What is AAD? In the first 10 years of the 2000s, it was a great skill to have if you knew Windows AD – Active Directory. Then the AD included the introduction of the business operating system Windows 2000 with the great upgrade of the first Windows Server operating system Windows Server 2003.
Windows Server 2003 is based on the consumer operating system, Windows XP, and required IT personnel to up their skill to the new features that required enterprise IT resource management.
The upgradable skills required a good knowledge and practical experience in managing the Windows Active Directory – AD. Initially, AD began as a management tool for Windows services and processes and was a centralized unit for domain management.
AD was refreshed to include a broad range of directory-based identity-related services and was developed as a foundation stone of every Windows domain network. Hence AD DS – Active Directory Services.
Skills Related to Windows AD
The initial Windows Server 2003 was released in several flavors that included
- Web-version; Windows Server 2003 Web, primarily meant for managing web applications, web pages, and XML web services.
- Standard-version; Windows Server 2003 Standard, the most popular version in Zambia owing to the licensing cost and was the foundational skill for most IT folks then. The standard version was aimed at small to medium-sized businesses supporting file and printer sharing, secure Internet connectivity, and centralized desktop application deployment.
- Enterprise-version; Windows Server 2003 Enterprise, was meant for big and large businesses with thousands of deployments running on Windows services. It was an advanced version of the standard and the Windows Admin skills demanded such.
- Datacenter-version; Windows Server 2003 Datacenter was and still is designed for infrastructures demanding high security and reliability. The Datacenter is the foundation of the cloud and virtualized computing existing currently.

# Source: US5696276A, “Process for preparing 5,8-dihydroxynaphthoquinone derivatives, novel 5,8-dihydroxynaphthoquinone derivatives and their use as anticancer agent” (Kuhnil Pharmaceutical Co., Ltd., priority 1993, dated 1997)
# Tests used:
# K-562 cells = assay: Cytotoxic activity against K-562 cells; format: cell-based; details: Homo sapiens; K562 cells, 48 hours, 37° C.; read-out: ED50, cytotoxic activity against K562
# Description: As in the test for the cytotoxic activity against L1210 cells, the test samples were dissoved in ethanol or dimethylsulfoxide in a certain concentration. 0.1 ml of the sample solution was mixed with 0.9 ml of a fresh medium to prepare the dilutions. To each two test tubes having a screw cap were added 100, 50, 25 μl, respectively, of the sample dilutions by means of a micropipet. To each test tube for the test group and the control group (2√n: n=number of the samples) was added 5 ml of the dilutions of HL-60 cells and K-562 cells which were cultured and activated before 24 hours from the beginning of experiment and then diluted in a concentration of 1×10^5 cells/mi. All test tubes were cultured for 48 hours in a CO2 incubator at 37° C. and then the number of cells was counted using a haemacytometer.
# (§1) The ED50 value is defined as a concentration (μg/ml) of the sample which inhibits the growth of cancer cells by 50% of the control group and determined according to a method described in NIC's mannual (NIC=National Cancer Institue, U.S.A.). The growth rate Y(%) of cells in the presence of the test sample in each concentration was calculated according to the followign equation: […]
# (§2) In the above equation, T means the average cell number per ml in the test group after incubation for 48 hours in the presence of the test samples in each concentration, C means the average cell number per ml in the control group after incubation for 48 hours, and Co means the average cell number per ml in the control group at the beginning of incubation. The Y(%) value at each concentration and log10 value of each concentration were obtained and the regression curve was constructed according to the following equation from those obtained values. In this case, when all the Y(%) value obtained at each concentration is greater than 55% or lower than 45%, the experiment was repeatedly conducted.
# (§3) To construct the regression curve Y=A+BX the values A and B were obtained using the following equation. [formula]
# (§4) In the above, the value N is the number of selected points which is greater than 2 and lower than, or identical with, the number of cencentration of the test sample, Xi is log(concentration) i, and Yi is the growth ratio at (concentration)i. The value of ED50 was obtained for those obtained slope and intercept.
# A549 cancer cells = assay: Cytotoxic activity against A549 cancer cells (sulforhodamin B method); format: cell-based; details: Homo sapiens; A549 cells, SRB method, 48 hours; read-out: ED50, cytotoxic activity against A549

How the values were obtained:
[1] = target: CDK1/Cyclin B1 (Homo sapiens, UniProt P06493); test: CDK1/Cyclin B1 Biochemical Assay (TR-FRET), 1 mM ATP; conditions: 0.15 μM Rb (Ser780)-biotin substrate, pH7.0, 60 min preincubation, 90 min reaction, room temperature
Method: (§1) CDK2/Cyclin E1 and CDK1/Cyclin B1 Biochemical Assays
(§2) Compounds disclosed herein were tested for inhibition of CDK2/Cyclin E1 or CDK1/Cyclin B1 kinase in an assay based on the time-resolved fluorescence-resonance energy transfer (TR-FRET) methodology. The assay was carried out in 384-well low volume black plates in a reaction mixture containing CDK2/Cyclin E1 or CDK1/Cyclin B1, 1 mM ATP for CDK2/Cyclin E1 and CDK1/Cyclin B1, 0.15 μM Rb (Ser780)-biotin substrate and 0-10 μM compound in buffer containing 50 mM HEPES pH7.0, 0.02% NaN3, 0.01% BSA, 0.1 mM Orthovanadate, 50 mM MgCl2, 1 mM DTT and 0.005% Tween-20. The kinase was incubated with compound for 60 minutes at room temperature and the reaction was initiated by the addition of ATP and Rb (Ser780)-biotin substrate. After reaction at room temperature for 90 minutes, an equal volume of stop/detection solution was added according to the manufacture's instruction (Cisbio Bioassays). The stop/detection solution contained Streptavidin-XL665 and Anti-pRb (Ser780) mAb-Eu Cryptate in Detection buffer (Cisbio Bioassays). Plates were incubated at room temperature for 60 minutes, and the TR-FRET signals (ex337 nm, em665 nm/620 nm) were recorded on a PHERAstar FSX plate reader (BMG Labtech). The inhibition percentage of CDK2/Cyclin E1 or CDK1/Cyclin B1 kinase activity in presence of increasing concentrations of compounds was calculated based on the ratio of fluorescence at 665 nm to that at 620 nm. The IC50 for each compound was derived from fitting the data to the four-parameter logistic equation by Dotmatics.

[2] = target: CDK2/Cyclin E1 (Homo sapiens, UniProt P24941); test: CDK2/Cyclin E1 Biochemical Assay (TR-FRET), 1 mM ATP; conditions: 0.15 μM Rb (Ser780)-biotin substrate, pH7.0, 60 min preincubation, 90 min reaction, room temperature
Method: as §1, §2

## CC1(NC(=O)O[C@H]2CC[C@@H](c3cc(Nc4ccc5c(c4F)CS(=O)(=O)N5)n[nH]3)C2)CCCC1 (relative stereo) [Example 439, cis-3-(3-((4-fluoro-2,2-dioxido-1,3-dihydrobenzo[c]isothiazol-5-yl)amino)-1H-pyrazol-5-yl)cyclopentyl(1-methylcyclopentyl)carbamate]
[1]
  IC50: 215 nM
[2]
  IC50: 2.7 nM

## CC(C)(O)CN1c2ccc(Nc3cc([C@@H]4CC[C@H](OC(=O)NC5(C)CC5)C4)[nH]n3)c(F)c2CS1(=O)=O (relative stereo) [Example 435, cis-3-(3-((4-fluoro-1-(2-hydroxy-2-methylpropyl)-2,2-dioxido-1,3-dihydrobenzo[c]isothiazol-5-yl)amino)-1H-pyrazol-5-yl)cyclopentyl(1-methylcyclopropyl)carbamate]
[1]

So What is AAD – Azure Active Directory and how does it benefit the business industry today
Beginning 2015 or about AAD -Azure Active Directory has assumed the key skill for cloud management of IT business infrastructure. The Ad skill now requires to be upgraded to AD DS
And today Microsoft offers Azure Active Directory in four editions—free, included with Office 365 subscriptions, and two premium plans for advanced enterprise, threat protection.
The skill level for AAD begins with identifying the differences between AD and AAD.
Active Directory groups are comprised of on-premises user accounts and control access to on-premises applications and resources.
On the other hand, Azure AD security groups are comprised of Azure AD user accounts and are used to grant access to Microsoft 365 resources in the cloud.
According to Microsoft “Azure Active Directory is the next evolution of identity and access management solutions for the cloud.”
Azure takes to the next level the ability to manage multiple on-premises infrastructure components and systems using a single identity per user as introduced in Windows 2000.
Currently, most IT administrators are familiar with Active Directory Domain Services concepts, and getting into support or solution provider for businesses must look to the knowledge of AD DS on which AAD is built.
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